Author Archive: Democratic Audit UK

rss feed

The politics of language and prejudice: How the New Primary Curriculum for English is outdated

The politics of language and prejudice: How the New Primary Curriculum for English is outdated

Matt Carmichael argues that Conservative policy regarding language tests in English is outdated. The social attitudes which underpin the tests are divisive and dangerous and have the effect of promoting prejudice. Similar PostsPromoting English learning is an important first step, but much more needs to be done to support integrationBook Review: Class by Will AtkinsonRepublicans give more […]

Thanks to the referendum, the tyranny of the majority has prevailed

Thanks to the referendum, the tyranny of the majority has prevailed

Many people living in the UK, and some Britons outside it, had no vote in the referendum. Scotland and Northern Ireland chose to Remain but will be forced to leave. Arash Heydarian Pashakhanlou argues the UK has succumbed to the tyranny of the majority thanks to the decision to put EU membership to a referendum. […]

Using technology to inject the demos back into democracy

Using technology to inject the demos back into democracy

Possibilities to ‘take action’ and participate in our current system may exist, but they are rarely effective.While individuals may be able to express their opinions, there is no mechanism in place for translating those opinions into action. In this light,  Roslyn Fuller writes online deliberation allows us to take a leap towards much deeper democracy. Similar PostsMost […]

As both major parties struggle with internal divisions, it is crucial to engage with different facets of party cohesion

As both major parties struggle with internal divisions, it is crucial to engage with different facets of party cohesion

As both the Conservatives and Labour are confronted with ideological and organisational divisions that undermine their efficiency and jeopardise the foundations of the responsible party model, Caroline Close writes that understanding how (old and new) values, ideas and conception of democracy affect party members’ relationship to their party, within and beyond the legislative arena, is […]

Designing a new parliament with women in mind

Designing a new parliament with women in mind

Following the appointment of the UK’s second female Prime Minister, Jennifer Thomson assesses progress on gender equality in British politics. In particular, she considers how a restored and renewed Palace of Westminster could introduce changes to both the physical environment and political norms which could help address historical underrepresentation of women in Parliament. Similar PostsThis May be Tory feminism: […]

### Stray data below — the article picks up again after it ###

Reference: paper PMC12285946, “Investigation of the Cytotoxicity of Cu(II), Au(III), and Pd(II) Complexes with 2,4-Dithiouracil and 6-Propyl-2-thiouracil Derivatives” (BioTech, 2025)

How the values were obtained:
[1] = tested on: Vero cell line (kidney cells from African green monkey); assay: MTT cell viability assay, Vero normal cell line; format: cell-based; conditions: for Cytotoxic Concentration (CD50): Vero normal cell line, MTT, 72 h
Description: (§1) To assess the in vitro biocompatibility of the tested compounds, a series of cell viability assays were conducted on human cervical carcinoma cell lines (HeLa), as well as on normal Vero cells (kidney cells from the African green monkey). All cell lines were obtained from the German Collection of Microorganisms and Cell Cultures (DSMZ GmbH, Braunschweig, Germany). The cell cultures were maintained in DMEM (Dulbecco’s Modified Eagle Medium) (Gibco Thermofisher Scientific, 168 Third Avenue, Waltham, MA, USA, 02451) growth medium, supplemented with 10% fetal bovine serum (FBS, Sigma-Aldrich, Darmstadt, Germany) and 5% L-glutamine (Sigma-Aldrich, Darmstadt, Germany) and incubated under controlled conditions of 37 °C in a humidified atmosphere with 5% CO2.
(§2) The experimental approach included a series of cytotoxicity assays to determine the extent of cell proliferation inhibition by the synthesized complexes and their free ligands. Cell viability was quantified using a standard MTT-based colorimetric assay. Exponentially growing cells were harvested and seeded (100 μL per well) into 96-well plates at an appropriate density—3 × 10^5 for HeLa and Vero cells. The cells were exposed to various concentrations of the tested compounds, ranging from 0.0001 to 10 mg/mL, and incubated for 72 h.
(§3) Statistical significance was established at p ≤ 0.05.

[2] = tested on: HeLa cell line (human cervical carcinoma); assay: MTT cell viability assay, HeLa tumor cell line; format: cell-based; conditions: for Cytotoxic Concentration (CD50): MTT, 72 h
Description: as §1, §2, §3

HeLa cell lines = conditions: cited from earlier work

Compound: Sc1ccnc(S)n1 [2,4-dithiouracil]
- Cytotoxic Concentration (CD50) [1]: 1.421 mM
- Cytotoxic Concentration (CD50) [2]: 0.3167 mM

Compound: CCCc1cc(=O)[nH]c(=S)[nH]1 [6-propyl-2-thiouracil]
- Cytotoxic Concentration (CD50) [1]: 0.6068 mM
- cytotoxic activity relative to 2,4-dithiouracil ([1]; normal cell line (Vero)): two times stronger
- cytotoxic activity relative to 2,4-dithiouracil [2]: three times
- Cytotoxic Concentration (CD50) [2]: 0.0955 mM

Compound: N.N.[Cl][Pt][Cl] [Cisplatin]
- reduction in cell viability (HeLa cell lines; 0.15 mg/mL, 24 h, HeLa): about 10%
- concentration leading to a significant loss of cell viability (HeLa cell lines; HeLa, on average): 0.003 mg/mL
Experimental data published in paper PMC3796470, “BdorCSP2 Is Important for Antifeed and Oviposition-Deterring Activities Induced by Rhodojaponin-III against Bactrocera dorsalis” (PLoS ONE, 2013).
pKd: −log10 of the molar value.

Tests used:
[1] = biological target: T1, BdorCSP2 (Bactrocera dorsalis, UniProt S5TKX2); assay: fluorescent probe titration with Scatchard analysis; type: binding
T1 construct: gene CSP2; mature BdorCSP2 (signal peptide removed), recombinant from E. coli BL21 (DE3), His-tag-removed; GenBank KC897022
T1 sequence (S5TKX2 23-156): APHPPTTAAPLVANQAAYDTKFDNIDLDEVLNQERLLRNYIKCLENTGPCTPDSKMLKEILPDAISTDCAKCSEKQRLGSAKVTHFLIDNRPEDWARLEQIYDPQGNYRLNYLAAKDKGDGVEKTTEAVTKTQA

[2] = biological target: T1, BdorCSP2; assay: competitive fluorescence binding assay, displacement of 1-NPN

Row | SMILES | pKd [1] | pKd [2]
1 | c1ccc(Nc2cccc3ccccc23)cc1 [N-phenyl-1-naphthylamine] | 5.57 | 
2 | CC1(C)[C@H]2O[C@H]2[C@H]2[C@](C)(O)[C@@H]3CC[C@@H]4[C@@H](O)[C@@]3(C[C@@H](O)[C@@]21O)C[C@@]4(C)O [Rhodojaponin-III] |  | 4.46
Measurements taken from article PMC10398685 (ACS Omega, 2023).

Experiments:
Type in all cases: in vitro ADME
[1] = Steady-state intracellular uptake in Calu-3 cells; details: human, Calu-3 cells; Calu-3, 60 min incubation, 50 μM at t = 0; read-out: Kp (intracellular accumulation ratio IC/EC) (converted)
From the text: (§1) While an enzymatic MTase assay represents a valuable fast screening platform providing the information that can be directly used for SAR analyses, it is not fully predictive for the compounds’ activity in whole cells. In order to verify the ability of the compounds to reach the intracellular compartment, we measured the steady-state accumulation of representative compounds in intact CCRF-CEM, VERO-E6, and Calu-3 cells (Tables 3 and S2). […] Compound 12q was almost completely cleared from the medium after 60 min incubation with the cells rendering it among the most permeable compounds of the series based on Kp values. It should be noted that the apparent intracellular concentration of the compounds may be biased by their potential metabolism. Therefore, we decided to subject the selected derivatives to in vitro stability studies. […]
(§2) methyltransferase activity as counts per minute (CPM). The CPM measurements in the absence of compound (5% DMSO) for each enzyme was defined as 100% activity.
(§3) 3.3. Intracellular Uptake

Why applying for citizenship is an anxiety filled process – and not just for applicants

Why applying for citizenship is an anxiety filled process – and not just for applicants

As we consider what post-Brexit citizenship might look like, it is crucial to understand the pervasiveness of anxiety and its integral role in shaping policy processes. Here, Anne-Marie Fortier discusses how anxiety is attached especially to English language ability for applicants, whilst also highlighting the role it plays for those on the other side of the process: the registrars checking applications  for […]

From “Watchdog” to “Attackdog”: Media depictions of Jeremy Corbyn are an affront to democracy

From “Watchdog” to “Attackdog”: Media depictions of Jeremy Corbyn are an affront to democracy

A healthy democracy requires a watchdog in its press — not an ‘attackdog’, ‘snarling’ and ‘barking’ at an elected politician. Yet this is how Jeremy Corbyn is being treated by the media, explains Brooks DeCillia. He outlines the findings of LSE research that show how the Leader of the Opposition is being delegitimased by the British […]

Is there a future for referendums?

Is there a future for referendums?

The EU referendum has led to doubts about referendums as an instrument of public policy. Albert Weale suggests that the good conduct of referendums depends on the question being clear and voters having easy access to the relevant evidence. The EU referendum failed both of these tests. Future referendums should be on well-defined questions and steps should […]

Anti-corruption after Brexit: What is left of David Cameron’s legacy?

Anti-corruption after Brexit: What is left of David Cameron’s legacy?

David Cameron’s government frequently emphasised the need to tackle corruption, both within the UK and abroad. Daniel Hough assesses how this picture is likely to change following Britain’s decision to leave the EU and the appointment of Theresa May as Prime Minister. He writes that with Brexit posing a number of challenges for May’s government, […]

‘Post-truth’ politics are a debasement of standards in public life

‘Post-truth’ politics are a debasement of standards in public life

Verbal dexterity, inconsistency and ‘spin’ are part and parcel of normal politics but the exaggerations and distortions of the EU referendum campaign has led to concerns about ‘post-truth’ politics. Nicholas Allen and Sarah Birch write there is a need for someone to provide a moral lead, and argue the Committee for Standards in Public Life […]

Supporter of Post Navigator Premium WordPress Plugins